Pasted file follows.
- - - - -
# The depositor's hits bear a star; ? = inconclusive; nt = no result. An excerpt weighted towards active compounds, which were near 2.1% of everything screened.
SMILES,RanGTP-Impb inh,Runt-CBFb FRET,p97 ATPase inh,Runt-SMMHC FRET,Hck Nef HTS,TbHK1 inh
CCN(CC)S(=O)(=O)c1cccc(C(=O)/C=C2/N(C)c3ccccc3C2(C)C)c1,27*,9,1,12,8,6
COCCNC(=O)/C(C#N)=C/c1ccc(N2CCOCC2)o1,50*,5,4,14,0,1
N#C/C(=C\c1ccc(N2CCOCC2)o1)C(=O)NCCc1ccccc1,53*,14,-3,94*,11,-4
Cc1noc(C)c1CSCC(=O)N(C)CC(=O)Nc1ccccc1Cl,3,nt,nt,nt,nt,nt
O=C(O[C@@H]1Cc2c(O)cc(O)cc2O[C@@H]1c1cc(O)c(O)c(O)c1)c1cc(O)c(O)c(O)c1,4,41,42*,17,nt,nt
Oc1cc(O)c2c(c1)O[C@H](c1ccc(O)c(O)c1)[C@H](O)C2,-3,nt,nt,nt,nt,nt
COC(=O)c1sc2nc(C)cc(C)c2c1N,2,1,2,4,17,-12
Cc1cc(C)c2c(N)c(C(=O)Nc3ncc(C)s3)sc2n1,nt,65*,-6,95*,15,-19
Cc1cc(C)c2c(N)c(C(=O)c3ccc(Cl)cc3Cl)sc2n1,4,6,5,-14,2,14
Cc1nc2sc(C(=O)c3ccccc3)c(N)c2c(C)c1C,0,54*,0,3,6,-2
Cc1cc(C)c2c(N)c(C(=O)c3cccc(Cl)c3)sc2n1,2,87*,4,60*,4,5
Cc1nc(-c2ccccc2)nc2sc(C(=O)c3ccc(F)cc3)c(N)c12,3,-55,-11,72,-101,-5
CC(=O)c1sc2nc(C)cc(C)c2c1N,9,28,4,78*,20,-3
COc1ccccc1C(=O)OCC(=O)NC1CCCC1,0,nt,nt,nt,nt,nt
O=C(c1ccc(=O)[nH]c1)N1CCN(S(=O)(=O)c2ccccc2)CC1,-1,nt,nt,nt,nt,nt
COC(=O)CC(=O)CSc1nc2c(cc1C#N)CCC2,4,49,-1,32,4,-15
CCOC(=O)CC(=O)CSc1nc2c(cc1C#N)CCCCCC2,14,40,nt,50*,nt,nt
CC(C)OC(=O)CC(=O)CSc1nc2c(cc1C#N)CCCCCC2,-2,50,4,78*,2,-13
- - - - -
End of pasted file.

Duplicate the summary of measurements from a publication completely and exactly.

# The depositor's hits bear a star; ? = inconclusive; nt = no result. An excerpt weighted towards active compounds, which were near 2.1% of everything screened.
SMILES,RanGTP-Impb inh,Runt-CBFb FRET,p97 ATPase inh,Runt-SMMHC FRET,Hck Nef HTS,TbHK1 inh
CCN(CC)S(=O)(=O)c1cccc(C(=O)/C=C2/N(C)c3ccccc3C2(C)C)c1,27*,9,1,12,8,6
COCCNC(=O)/C(C#N)=C/c1ccc(N2CCOCC2)o1,50*,5,4,14,0,1
N#C/C(=C\c1ccc(N2CCOCC2)o1)C(=O)NCCc1ccccc1,53*,14,-3,94*,11,-4
Cc1noc(C)c1CSCC(=O)N(C)CC(=O)Nc1ccccc1Cl,3,nt,nt,nt,nt,nt
O=C(O[C@@H]1Cc2c(O)cc(O)cc2O[C@@H]1c1cc(O)c(O)c(O)c1)c1cc(O)c(O)c(O)c1,4,41,42*,17,nt,nt
Oc1cc(O)c2c(c1)O[C@H](c1ccc(O)c(O)c1)[C@H](O)C2,-3,nt,nt,nt,nt,nt
COC(=O)c1sc2nc(C)cc(C)c2c1N,2,1,2,4,17,-12
Cc1cc(C)c2c(N)c(C(=O)Nc3ncc(C)s3)sc2n1,nt,65*,-6,95*,15,-19
Cc1cc(C)c2c(N)c(C(=O)c3ccc(Cl)cc3Cl)sc2n1,4,6,5,-14,2,14
Cc1nc2sc(C(=O)c3ccccc3)c(N)c2c(C)c1C,0,54*,0,3,6,-2
Cc1cc(C)c2c(N)c(C(=O)c3cccc(Cl)c3)sc2n1,2,87*,4,60*,4,5
Cc1nc(-c2ccccc2)nc2sc(C(=O)c3ccc(F)cc3)c(N)c12,3,-55,-11,72,-101,-5
CC(=O)c1sc2nc(C)cc(C)c2c1N,9,28,4,78*,20,-3
COc1ccccc1C(=O)OCC(=O)NC1CCCC1,0,nt,nt,nt,nt,nt
O=C(c1ccc(=O)[nH]c1)N1CCN(S(=O)(=O)c2ccccc2)CC1,-1,nt,nt,nt,nt,nt
COC(=O)CC(=O)CSc1nc2c(cc1C#N)CCC2,4,49,-1,32,4,-15
CCOC(=O)CC(=O)CSc1nc2c(cc1C#N)CCCCCC2,14,40,nt,50*,nt,nt
CC(C)OC(=O)CC(=O)CSc1nc2c(cc1C#N)CCCCCC2,-2,50,4,78*,2,-13